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Late pleistocene demography and the appearance of modern human behavior

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Powell, A., Shennan, S., & Thomas, M. G. (2009). Late pleistocene demography and the appearance of modern human behavior. Science, 324(5932), 1298-1301. doi:10.1126/science.1170165.


Cite as: http://hdl.handle.net/21.11116/0000-0007-1AA3-4
Abstract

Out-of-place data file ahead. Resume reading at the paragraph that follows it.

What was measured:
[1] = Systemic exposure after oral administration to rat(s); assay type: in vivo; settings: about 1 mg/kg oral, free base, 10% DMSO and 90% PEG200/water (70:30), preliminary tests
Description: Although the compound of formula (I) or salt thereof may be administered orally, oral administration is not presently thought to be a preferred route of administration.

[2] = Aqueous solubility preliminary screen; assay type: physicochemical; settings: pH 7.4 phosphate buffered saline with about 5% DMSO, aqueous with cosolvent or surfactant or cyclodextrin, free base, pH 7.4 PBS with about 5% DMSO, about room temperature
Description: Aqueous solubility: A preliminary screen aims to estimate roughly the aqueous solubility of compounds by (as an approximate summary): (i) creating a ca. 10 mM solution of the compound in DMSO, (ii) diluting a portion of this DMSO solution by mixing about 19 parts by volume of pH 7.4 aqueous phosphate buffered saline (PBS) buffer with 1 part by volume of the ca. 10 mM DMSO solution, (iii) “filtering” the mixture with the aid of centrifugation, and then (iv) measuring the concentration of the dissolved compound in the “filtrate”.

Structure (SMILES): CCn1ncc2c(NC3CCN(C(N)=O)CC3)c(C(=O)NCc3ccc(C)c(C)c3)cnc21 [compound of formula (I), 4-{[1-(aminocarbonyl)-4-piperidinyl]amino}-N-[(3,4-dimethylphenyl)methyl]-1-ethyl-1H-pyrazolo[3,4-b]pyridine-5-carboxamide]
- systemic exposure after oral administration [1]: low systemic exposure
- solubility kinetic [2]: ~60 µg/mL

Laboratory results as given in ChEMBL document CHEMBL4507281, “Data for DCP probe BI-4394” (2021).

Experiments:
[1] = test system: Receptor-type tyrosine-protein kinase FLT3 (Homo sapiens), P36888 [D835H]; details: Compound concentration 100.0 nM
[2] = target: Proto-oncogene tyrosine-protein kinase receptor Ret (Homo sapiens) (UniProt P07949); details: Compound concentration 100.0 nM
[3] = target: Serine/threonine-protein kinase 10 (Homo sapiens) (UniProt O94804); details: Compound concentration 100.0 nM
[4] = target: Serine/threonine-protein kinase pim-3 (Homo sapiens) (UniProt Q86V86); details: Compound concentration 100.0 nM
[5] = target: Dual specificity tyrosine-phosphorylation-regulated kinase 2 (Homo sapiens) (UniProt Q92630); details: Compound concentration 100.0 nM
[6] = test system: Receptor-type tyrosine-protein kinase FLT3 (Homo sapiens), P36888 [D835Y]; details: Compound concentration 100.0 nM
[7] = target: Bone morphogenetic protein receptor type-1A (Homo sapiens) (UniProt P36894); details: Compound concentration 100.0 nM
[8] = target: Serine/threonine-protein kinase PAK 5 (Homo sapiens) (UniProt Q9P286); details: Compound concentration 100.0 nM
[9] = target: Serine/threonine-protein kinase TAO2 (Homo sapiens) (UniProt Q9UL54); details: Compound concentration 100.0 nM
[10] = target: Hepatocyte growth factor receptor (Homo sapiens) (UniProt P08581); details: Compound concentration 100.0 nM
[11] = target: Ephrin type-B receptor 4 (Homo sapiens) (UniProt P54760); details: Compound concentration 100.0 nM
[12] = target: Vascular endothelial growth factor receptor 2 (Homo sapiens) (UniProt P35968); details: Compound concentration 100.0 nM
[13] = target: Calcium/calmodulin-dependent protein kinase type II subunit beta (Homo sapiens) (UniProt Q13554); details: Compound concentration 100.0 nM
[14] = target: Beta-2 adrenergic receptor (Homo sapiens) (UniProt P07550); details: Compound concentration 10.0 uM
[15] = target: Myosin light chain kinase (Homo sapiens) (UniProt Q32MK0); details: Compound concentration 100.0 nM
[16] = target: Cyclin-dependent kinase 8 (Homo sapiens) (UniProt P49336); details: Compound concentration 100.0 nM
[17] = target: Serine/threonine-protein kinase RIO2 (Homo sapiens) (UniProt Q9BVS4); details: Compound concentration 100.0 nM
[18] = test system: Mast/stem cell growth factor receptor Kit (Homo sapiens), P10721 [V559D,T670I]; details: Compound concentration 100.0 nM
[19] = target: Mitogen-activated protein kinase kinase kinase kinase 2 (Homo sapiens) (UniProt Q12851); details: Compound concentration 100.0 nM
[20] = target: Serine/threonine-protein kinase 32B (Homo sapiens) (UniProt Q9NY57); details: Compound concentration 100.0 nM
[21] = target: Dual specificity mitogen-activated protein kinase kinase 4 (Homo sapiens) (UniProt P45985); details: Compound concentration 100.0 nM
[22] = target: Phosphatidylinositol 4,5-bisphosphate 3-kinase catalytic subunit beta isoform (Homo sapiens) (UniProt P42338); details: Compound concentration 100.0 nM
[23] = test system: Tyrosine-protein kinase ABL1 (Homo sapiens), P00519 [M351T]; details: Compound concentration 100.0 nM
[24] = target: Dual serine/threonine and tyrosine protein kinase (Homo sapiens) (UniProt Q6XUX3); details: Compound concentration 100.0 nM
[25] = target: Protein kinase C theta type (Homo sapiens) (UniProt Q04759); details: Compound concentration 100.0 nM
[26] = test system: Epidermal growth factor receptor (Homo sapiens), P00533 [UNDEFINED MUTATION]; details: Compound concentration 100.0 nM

The origins of modern human behavior are marked by increased symbolic and technological complexity in the archaeological record. In western Eurasia this transition, the Upper Paleolithic, occurred about 45,000 years ago, but many of its features appear transiently in southern Africa about 45,000 years earlier. We show that demography is a major determinant in the maintenance of cultural complexity and that variation in regional subpopulation density and/or migratory activity results in spatial structuring of cultural skill accumulation. Genetic estimates of regional population size over time show that densities in early Upper Paleolithic Europe were similar to those in sub-Saharan Africa when modern behavior first appeared. Demographic factors can thus explain geographic variation in the timing of the first appearance of modern behavior without invoking increased cognitive capacity.